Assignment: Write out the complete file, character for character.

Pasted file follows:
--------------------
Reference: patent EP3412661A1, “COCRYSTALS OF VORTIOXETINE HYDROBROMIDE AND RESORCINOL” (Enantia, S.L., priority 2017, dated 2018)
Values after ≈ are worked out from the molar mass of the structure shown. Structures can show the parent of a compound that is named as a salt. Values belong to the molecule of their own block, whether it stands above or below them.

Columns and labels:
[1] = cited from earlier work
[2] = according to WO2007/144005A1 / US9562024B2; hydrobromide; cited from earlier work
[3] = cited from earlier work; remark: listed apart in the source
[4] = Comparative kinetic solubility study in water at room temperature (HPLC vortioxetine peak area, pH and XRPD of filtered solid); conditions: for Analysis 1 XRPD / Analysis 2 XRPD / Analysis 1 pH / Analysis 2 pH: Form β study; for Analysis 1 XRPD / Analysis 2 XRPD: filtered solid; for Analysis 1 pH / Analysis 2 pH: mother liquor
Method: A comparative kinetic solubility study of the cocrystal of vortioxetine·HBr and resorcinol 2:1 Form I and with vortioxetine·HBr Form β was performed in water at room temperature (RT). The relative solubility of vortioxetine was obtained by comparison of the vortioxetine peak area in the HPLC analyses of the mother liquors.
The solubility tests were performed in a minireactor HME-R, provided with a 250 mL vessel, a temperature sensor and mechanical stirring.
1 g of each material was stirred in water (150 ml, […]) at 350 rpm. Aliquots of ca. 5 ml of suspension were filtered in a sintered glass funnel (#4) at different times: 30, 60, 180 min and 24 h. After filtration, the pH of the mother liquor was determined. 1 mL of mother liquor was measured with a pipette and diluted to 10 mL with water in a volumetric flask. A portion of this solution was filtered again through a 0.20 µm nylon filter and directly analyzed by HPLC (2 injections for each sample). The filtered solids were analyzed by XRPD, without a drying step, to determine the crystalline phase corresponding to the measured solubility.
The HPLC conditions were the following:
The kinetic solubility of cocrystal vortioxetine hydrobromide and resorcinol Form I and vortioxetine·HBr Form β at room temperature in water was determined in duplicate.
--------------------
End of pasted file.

Reference: patent EP3412661A1, “COCRYSTALS OF VORTIOXETINE HYDROBROMIDE AND RESORCINOL” (Enantia, S.L., priority 2017, dated 2018)
Values after ≈ are worked out from the molar mass of the structure shown. Structures can show the parent of a compound that is named as a salt. Values belong to the molecule of their own block, whether it stands above or below them.

Columns and labels:
[1] = cited from earlier work
[2] = according to WO2007/144005A1 / US9562024B2; hydrobromide; cited from earlier work
[3] = cited from earlier work; remark: listed apart in the source
[4] = Comparative kinetic solubility study in water at room temperature (HPLC vortioxetine peak area, pH and XRPD of filtered solid); conditions: for Analysis 1 XRPD / Analysis 2 XRPD / Analysis 1 pH / Analysis 2 pH: Form β study; for Analysis 1 XRPD / Analysis 2 XRPD: filtered solid; for Analysis 1 pH / Analysis 2 pH: mother liquor
Method: A comparative kinetic solubility study of the cocrystal of vortioxetine·HBr and resorcinol 2:1 Form I and with vortioxetine·HBr Form β was performed in water at room temperature (RT). The relative solubility of vortioxetine was obtained by comparison of the vortioxetine peak area in the HPLC analyses of the mother liquors.
The solubility tests were performed in a minireactor HME-R, provided with a 250 mL vessel, a temperature sensor and mechanical stirring.
1 g of each material was stirred in water (150 ml, […]) at 350 rpm. Aliquots of ca. 5 ml of suspension were filtered in a sintered glass funnel (#4) at different times: 30, 60, 180 min and 24 h. After filtration, the pH of the mother liquor was determined. 1 mL of mother liquor was measured with a pipette and diluted to 10 mL with water in a volumetric flask. A portion of this solution was filtered again through a 0.20 µm nylon filter and directly analyzed by HPLC (2 injections for each sample). The filtered solids were analyzed by XRPD, without a drying step, to determine the crystalline phase corresponding to the measured solubility.
The HPLC conditions were the following:
The kinetic solubility of cocrystal vortioxetine hydrobromide and resorcinol Form I and vortioxetine·HBr Form β at room temperature in water was determined in duplicate.